4. Decorate with glitter and ribbon. (Optional: Fold the butterfly. Have the children drop blobs of paint on one side of the crease and fold, rubbing it with their hands.)
    5. When dry, slip the butterflies between pairs of wooden chopsticks and tape the ends together. (Note: make sure the center of the butterfly is one to two inches shorter than the chopsticks.)
    6. Use with music, swinging the insects in circles and figure eights.
    7. Optional: Make mobiles with several butterflies hanging from each.


  1. What is migration?
  2. Where does the monarch butterfly migrate?
  3. What do you think it would feel like to fly like a butterfly?
  4. What does a butterfly see as it flies in the city? In the country? Over the ocean? In the mountains?

Drama : Metamorphosis Play

Create a play to act out the metamorphosis of a caterpillar to a butterfly using the following characters to be presented at the culminating activity. Cast:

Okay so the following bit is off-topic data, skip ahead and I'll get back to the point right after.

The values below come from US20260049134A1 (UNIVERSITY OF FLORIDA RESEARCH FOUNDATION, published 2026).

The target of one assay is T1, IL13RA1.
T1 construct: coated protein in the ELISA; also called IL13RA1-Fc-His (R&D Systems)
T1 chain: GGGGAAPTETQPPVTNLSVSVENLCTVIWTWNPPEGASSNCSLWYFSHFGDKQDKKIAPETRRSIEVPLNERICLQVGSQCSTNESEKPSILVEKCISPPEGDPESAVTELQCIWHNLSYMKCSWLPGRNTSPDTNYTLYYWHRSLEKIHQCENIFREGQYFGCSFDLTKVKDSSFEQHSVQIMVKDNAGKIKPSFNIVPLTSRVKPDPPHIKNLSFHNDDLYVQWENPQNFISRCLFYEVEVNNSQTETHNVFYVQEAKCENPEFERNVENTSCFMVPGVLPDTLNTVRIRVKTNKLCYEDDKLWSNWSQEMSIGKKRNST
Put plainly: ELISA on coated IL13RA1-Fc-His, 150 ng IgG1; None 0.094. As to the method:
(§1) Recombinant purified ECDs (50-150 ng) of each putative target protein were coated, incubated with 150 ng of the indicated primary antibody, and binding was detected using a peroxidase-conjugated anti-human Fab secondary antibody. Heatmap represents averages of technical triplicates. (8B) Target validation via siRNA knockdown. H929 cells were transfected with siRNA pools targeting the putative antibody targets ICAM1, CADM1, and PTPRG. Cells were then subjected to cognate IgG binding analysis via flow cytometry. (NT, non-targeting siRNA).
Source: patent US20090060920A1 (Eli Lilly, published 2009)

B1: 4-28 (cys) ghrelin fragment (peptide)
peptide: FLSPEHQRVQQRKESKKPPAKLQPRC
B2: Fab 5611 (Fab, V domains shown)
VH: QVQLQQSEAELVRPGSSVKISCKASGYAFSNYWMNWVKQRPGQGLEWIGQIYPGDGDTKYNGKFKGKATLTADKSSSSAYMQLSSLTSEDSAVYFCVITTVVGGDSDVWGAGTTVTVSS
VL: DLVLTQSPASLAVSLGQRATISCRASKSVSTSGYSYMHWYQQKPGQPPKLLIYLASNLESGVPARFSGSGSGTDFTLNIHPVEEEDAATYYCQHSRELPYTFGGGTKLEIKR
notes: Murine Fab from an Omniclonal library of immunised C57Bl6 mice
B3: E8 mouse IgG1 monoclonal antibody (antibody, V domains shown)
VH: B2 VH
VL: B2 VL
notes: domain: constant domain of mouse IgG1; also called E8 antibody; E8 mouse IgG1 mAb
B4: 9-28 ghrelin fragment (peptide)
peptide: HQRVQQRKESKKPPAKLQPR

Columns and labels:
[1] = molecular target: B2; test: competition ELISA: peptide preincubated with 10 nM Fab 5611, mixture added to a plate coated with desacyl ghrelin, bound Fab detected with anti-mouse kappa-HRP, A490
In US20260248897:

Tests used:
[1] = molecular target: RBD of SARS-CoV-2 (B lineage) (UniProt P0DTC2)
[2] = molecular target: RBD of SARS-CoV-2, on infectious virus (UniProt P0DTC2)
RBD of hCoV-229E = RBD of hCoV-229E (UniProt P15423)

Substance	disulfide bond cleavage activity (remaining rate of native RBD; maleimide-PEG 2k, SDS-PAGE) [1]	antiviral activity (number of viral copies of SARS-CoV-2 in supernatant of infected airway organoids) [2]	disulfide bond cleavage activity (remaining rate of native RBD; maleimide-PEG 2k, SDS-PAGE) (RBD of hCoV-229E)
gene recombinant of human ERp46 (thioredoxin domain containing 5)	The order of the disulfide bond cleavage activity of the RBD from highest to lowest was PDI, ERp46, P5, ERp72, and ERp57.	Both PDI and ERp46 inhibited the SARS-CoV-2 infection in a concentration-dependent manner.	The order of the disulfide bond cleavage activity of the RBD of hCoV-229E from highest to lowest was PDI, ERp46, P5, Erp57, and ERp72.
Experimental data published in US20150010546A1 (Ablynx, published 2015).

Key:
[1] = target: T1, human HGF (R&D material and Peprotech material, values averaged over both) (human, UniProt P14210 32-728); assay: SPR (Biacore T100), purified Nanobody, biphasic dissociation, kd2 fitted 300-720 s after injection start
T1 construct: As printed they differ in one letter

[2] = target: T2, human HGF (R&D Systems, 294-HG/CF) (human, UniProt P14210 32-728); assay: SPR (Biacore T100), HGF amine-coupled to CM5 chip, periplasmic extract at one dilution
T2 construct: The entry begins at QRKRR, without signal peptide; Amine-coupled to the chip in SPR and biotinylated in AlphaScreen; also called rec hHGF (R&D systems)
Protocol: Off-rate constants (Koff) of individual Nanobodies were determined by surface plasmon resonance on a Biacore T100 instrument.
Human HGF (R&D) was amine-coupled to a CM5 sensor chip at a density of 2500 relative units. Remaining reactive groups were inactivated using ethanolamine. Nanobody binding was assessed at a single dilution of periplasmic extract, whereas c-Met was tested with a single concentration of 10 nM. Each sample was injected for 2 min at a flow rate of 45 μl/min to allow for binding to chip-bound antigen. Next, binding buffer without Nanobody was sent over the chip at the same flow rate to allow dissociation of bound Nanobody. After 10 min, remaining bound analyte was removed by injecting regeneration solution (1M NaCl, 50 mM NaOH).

• Nathan the narrator-a naturalist
      • Betty butterfly-adult female butterfly
      • Carlos the Caterpillar-a bright yellow and black caterpillar
      • Iris Imago-beautiful, fully-grown butterfly

Discussion: What is metamorphosis? How does a caterpillar turn into a butterfly?

Evaluation: Participation in play during the culminating activity.

Writing: Create a butterfly shaped poetry book

Materials: construction paper, heavy paper, crayons, colored pencils or markers, pencil, scissors, stapler
  • Read the poems "The Caterpillar" by Christina G. Rossetti and "Caterpillars" by Aileen Fisher.
  • Create a butterfly shaped book. Have students trace enough copies of the butterfly pattern to use as book pages. Provide each student with a copy of the pattern for the cover. Have students create their own caterpillar and butterfly poems and do illustrations on each book page. Combine the finished pages and staple them together along one edge.
  • Share the poems with the class.

    "The Caterpillar" by Christina G. Rossetti Brown